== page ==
A top Russian official said bilateral relations and trade with Iran could actually be enhanced if President Trump follows through on a threat to take the United States out of the 2015 nuclear deal wit
A top Russian official said bilateral relations and trade with Iran could actually be enhanced if President Trump follows through on a threat to take the United States out of the 2015 nuclear deal with Tehran next week.
Vladimir Yermakov, head of arms control and nonproliferation for the Russian Foreign Ministry, told reporters Friday that a U.S. withdrawal would not kill the deal, which Iran signed with the Obama administration and five international powers — Russia, China, Britain, France and Germany.
The European allies have lobbied heavily for Mr. Trump not to withdraw from the deal, fearing that the reimposition of American economic and financial sanctions could cast a heavy cloud over their own business dealings with Tehran.
But Mr. Yermakov argued the deal, which curbed Iranian nuclear programs in exchange for an end to international sanctions, would survive even without U.S. participation, according to the Moscow Times. He spoke to reporters at a nuclear nonproliferation summit in Geneva.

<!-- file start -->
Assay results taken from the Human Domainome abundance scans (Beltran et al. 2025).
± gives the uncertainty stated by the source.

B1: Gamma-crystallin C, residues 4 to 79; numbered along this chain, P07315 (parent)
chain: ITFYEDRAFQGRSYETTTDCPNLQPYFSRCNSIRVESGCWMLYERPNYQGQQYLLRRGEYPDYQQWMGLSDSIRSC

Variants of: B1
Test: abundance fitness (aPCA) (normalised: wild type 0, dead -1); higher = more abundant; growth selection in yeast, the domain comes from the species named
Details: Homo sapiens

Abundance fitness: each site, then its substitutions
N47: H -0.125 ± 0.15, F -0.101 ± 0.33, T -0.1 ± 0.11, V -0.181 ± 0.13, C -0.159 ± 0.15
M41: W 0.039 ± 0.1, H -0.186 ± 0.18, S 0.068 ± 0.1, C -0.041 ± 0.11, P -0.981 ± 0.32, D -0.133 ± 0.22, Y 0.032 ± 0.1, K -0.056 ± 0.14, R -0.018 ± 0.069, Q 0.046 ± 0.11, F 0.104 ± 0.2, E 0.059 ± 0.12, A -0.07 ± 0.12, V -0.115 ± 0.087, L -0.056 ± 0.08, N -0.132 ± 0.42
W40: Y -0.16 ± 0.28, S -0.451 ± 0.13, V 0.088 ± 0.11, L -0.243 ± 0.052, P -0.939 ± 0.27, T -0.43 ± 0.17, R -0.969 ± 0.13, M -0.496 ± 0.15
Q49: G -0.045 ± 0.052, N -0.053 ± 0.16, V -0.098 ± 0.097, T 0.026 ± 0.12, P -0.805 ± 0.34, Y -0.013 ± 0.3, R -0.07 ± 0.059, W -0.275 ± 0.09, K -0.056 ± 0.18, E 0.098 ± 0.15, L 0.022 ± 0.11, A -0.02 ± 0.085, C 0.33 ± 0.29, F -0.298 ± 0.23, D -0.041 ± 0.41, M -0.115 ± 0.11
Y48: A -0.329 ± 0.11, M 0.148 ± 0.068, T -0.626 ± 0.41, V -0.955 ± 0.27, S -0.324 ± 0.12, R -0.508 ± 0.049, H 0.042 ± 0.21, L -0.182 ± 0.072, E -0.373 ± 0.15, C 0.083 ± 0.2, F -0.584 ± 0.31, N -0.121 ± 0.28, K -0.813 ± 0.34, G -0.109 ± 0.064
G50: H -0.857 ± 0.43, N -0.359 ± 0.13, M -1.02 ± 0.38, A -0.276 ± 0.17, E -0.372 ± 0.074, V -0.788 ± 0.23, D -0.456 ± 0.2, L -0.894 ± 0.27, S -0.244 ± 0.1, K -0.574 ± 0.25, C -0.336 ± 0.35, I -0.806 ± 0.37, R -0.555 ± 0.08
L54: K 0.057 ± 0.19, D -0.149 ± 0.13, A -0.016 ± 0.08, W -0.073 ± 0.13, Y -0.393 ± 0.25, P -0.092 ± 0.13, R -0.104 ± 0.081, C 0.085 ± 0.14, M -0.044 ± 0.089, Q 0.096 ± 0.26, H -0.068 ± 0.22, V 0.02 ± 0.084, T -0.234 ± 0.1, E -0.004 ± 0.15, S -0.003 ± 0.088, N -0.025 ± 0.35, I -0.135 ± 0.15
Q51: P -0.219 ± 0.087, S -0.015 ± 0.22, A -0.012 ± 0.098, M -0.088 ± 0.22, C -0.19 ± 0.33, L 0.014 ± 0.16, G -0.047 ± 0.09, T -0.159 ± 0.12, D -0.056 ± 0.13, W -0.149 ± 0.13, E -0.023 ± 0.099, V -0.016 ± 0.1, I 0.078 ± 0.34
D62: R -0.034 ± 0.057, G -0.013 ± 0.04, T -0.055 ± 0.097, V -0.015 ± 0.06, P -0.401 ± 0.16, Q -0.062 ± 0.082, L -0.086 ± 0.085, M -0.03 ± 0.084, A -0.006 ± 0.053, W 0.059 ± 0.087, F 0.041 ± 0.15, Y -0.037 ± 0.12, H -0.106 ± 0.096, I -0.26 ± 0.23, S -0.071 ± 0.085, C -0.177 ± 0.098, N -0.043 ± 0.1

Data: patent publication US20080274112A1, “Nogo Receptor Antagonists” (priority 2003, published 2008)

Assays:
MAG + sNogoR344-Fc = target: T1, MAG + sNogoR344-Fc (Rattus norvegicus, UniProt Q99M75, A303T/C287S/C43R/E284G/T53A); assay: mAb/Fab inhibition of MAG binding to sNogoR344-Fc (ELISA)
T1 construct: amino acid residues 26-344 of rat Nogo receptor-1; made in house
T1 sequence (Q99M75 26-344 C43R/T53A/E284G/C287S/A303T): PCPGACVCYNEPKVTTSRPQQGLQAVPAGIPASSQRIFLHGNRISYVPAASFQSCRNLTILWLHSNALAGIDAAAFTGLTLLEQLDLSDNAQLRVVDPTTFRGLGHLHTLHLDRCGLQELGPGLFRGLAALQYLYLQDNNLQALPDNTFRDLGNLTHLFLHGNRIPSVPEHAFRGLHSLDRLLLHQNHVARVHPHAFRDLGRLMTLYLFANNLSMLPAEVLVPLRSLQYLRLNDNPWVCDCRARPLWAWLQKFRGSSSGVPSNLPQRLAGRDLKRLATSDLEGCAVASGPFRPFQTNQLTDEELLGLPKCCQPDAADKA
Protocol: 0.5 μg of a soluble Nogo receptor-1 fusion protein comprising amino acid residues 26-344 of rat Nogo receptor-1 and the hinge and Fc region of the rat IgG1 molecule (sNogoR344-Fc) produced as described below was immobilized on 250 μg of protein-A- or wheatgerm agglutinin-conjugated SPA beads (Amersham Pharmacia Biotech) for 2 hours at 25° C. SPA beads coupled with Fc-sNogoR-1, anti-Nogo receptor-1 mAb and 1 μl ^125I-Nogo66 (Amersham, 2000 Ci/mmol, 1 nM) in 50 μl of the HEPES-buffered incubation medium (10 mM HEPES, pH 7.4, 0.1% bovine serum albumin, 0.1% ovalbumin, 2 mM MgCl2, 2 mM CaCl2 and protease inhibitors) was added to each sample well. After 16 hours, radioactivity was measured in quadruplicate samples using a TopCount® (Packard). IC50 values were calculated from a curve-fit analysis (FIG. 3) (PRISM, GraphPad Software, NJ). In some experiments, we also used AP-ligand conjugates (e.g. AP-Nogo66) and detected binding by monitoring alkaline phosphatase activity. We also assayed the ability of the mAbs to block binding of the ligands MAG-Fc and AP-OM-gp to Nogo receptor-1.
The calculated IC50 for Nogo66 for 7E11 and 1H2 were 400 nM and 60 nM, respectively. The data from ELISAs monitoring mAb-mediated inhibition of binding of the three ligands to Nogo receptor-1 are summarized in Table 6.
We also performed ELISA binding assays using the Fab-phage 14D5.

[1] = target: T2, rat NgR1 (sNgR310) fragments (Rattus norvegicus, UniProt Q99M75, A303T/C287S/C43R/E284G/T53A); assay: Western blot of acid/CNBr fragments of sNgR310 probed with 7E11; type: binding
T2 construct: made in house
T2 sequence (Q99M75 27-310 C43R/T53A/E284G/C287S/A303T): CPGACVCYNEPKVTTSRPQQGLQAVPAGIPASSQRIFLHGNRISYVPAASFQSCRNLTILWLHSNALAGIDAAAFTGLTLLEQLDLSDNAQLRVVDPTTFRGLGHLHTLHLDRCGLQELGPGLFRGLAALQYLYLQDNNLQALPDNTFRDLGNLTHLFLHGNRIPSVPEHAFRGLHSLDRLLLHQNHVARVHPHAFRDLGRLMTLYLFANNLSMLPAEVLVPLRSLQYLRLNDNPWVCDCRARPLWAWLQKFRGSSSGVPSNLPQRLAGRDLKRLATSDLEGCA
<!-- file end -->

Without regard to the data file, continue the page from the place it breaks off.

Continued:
“It might even be easier for us on the economic front, because we won’t have any limits on economic cooperation with Iran,” he said. “We would develop bilateral relations in all areas — energy, transport, high-tech, medicine.”
Iranian officials have said they would not be bound by the nuclear restrictions in the deal if the U.S. withdrew, and have rejected any attempt to re-write its terms. But they have stopped short of saying the entire agreement would be void if the U.S. pulled out.
Mr. Yermakov said Friday it would be smarter for Tehran to stay in the deal and honor its commitments not to seek nuclear weapons.
“It’s not in anybody’s interest that Iran goes back to the kind of development of its nuclear program that all states would be concerned about,” he said. “But Iran is fully entitled to develop peaceful nuclear energy.”
China this week also said it continued to support the nuclear accord and called on all sides to honor their commitments.
The U.N. nuclear watchdog agency says Iran has met its commitments under the deal, but Mr. Trump and other critics say the accord has failed to restrain Iran’s other military programs and its moves to destabilize other states in the region. Many of the restrictions on Iran’s nuclear programs in the deal are also set to expire in just seven years.